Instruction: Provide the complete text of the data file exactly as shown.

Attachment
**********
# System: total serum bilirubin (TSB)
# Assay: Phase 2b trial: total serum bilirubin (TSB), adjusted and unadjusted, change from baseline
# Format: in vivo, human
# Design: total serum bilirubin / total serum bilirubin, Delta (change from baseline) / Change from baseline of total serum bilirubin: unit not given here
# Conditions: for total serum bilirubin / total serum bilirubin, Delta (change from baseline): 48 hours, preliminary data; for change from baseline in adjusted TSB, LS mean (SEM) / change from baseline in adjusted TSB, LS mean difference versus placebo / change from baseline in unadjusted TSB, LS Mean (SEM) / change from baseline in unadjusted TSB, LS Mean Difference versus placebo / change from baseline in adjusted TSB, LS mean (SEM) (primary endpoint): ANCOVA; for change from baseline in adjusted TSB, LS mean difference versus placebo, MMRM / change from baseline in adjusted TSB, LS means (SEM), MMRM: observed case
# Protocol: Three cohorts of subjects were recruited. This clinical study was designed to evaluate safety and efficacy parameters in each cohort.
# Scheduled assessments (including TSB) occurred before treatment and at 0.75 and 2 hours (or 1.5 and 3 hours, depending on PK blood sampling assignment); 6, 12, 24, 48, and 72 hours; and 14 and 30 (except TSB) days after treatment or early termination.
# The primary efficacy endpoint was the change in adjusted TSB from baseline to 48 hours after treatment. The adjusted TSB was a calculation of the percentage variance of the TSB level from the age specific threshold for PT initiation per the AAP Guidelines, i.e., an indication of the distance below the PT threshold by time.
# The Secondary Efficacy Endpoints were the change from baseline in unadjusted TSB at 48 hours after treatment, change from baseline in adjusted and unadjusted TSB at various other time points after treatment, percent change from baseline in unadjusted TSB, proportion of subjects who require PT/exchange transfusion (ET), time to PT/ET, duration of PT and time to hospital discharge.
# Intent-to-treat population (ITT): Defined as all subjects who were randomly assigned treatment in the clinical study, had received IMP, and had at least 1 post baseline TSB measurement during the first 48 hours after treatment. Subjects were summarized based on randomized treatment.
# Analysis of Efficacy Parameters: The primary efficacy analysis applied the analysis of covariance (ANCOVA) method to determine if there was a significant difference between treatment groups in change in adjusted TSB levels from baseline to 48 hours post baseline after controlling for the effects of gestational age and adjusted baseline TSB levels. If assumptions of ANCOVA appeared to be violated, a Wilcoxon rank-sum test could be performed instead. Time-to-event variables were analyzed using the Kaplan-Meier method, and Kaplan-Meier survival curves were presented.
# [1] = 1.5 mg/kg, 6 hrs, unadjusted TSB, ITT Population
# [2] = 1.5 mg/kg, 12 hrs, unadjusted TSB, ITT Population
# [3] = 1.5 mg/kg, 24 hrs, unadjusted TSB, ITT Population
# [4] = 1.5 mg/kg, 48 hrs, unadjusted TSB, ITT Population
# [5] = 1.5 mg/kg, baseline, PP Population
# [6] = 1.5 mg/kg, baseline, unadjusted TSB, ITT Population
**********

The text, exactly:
# System: total serum bilirubin (TSB)
# Assay: Phase 2b trial: total serum bilirubin (TSB), adjusted and unadjusted, change from baseline
# Format: in vivo, human
# Design: total serum bilirubin / total serum bilirubin, Delta (change from baseline) / Change from baseline of total serum bilirubin: unit not given here
# Conditions: for total serum bilirubin / total serum bilirubin, Delta (change from baseline): 48 hours, preliminary data; for change from baseline in adjusted TSB, LS mean (SEM) / change from baseline in adjusted TSB, LS mean difference versus placebo / change from baseline in unadjusted TSB, LS Mean (SEM) / change from baseline in unadjusted TSB, LS Mean Difference versus placebo / change from baseline in adjusted TSB, LS mean (SEM) (primary endpoint): ANCOVA; for change from baseline in adjusted TSB, LS mean difference versus placebo, MMRM / change from baseline in adjusted TSB, LS means (SEM), MMRM: observed case
# Protocol: Three cohorts of subjects were recruited. This clinical study was designed to evaluate safety and efficacy parameters in each cohort.
# Scheduled assessments (including TSB) occurred before treatment and at 0.75 and 2 hours (or 1.5 and 3 hours, depending on PK blood sampling assignment); 6, 12, 24, 48, and 72 hours; and 14 and 30 (except TSB) days after treatment or early termination.
# The primary efficacy endpoint was the change in adjusted TSB from baseline to 48 hours after treatment. The adjusted TSB was a calculation of the percentage variance of the TSB level from the age specific threshold for PT initiation per the AAP Guidelines, i.e., an indication of the distance below the PT threshold by time.
# The Secondary Efficacy Endpoints were the change from baseline in unadjusted TSB at 48 hours after treatment, change from baseline in adjusted and unadjusted TSB at various other time points after treatment, percent change from baseline in unadjusted TSB, proportion of subjects who require PT/exchange transfusion (ET), time to PT/ET, duration of PT and time to hospital discharge.
# Intent-to-treat population (ITT): Defined as all subjects who were randomly assigned treatment in the clinical study, had received IMP, and had at least 1 post baseline TSB measurement during the first 48 hours after treatment. Subjects were summarized based on randomized treatment.
# Analysis of Efficacy Parameters: The primary efficacy analysis applied the analysis of covariance (ANCOVA) method to determine if there was a significant difference between treatment groups in change in adjusted TSB levels from baseline to 48 hours post baseline after controlling for the effects of gestational age and adjusted baseline TSB levels. If assumptions of ANCOVA appeared to be violated, a Wilcoxon rank-sum test could be performed instead. Time-to-event variables were analyzed using the Kaplan-Meier method, and Kaplan-Meier survival curves were presented.
# [1] = 1.5 mg/kg, 6 hrs, unadjusted TSB, ITT Population
# [2] = 1.5 mg/kg, 12 hrs, unadjusted TSB, ITT Population
# [3] = 1.5 mg/kg, 24 hrs, unadjusted TSB, ITT Population
# [4] = 1.5 mg/kg, 48 hrs, unadjusted TSB, ITT Population
# [5] = 1.5 mg/kg, baseline, PP Population
# [6] = 1.5 mg/kg, baseline, unadjusted TSB, ITT Population